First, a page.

The Evolving Threat of Retaliation Claims

February 07, 2011, 02:59 PM

As the number of retaliation charges filed with the Equal Employment Opportunity Commission (EEOC) each year continues to rise (see EEOC Statistic Charges on the Rise), the U.S. Supreme Court has issued a decision that expands the definition of who may file retaliation lawsuits.

In that case, North American Stainless (“NAS”) employed Eric Thompson and Miriam Regaldo, who were engaged to be married. Ms. Regaldo filed a Charge of Discrimination against NAS with the EEOC. Three weeks later, NAS fired Mr. Thompson. At issue before the Supreme Court, among other things, was whether Mr. Thompson could claim that his discharge constituted actionable retaliation under Title VII for Ms. Regaldo’s Charge of Discrimination. The Supreme Court answered in the affirmative, holding that Mr. Thompson was “within the zone of interest protected by Title VII” when Ms. Regaldo filed her Charge of Discrimination.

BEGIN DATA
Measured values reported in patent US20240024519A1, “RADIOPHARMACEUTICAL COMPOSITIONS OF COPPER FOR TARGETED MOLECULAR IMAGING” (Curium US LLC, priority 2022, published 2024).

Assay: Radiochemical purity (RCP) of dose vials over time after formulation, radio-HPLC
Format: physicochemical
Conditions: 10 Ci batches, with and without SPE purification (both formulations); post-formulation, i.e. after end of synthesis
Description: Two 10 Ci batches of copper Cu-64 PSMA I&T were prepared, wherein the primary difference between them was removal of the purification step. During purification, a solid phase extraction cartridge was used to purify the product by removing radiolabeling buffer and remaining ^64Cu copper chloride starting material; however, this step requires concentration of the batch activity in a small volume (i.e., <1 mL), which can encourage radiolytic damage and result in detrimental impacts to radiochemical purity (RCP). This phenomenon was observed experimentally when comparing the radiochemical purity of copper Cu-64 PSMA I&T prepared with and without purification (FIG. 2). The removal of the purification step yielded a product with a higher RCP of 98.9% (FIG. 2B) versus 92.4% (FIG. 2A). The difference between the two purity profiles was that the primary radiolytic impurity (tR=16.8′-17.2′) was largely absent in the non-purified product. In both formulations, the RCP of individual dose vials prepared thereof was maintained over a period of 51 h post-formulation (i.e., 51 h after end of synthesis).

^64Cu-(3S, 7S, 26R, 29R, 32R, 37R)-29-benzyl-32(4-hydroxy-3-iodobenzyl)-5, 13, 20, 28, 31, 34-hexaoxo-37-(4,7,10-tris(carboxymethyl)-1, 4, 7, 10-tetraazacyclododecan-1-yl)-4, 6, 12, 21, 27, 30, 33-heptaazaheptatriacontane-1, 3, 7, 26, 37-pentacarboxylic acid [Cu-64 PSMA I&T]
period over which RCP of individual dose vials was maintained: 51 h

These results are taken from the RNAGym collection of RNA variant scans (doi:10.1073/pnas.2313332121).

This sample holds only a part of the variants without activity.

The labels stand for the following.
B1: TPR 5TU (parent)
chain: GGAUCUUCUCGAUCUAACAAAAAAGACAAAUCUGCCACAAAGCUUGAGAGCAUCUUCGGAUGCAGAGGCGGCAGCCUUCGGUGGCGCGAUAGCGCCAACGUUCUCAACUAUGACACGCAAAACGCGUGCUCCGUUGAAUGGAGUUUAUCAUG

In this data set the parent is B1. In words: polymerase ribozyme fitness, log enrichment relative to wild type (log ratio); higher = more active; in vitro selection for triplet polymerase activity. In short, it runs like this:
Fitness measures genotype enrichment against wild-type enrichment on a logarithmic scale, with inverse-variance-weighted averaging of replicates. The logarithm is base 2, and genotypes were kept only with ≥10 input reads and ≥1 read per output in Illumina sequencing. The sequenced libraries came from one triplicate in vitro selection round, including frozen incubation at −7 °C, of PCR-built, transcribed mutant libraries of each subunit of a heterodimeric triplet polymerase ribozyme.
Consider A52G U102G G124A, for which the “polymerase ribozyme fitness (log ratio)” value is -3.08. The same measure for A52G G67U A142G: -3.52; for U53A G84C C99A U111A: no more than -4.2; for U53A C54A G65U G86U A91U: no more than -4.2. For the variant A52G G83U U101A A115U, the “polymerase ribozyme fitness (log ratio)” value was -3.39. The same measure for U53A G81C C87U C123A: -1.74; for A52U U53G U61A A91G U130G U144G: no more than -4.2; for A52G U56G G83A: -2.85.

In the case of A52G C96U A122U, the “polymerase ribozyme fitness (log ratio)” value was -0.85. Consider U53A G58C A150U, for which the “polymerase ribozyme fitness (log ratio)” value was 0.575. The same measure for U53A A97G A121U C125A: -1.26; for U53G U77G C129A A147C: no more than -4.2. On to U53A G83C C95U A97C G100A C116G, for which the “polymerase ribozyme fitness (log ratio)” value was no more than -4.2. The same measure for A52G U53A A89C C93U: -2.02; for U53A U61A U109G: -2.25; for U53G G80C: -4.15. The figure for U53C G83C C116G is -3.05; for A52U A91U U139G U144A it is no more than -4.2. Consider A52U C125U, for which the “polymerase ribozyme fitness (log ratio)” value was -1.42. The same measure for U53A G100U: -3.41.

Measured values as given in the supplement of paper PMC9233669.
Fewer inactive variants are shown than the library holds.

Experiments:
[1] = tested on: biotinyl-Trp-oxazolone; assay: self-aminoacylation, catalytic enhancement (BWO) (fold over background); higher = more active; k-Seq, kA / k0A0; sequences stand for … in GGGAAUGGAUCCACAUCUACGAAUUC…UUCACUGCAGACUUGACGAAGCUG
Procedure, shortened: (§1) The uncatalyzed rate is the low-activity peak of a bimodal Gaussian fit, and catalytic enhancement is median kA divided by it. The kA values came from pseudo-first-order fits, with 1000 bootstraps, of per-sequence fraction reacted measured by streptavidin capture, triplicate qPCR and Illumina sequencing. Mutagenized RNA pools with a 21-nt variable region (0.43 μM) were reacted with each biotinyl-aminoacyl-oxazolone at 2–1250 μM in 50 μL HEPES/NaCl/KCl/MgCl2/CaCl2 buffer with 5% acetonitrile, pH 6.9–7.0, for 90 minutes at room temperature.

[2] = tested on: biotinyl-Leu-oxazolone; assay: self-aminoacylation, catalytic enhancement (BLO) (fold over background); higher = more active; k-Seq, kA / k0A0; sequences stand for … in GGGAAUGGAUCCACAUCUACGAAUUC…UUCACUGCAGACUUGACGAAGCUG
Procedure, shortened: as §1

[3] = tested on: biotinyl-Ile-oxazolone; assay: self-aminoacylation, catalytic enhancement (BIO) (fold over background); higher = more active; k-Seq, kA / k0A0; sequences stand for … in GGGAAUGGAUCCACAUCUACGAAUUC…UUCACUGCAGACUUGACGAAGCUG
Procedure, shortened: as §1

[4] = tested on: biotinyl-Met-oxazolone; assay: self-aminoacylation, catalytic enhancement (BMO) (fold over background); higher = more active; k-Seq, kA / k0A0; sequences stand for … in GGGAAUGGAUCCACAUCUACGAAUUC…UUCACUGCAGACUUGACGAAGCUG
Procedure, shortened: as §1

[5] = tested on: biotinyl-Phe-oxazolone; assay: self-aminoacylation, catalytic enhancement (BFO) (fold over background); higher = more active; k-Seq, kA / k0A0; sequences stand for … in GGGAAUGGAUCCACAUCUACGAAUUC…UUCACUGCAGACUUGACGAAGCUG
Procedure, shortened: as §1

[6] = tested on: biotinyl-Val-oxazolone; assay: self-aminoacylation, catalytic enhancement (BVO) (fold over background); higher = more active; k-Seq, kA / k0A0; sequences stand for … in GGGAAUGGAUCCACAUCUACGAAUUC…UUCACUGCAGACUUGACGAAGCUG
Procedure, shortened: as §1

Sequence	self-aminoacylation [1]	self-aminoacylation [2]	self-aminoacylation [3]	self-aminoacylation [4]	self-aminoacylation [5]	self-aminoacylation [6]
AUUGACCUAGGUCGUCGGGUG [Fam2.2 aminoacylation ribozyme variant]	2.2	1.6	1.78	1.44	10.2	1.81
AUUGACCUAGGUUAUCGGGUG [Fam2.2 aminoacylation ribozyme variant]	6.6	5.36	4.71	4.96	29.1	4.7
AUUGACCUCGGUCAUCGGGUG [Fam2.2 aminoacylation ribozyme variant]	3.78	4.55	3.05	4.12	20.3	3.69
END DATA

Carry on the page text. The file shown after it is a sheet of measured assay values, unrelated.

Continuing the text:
While this fact pattern may be rare, this case is a good reminder that employers must take great care to avoid claims of retaliation. In the Burlington Northern case from 2006, the Supreme Court instructed employers that Title VII’s anti-retaliation provision must be construed to cover a broad range of employer conduct. With this most recent decision, the Supreme Court has taken another step to protect the “zone of interest” surrounding the complaining employee.

With these cases and statistics in mind, the lesson is clear: employers should have dedicated and coordinated procedures for responding to complaints of discrimination, so as to avoid any subsequent claims of retaliation. –David J. Sullivan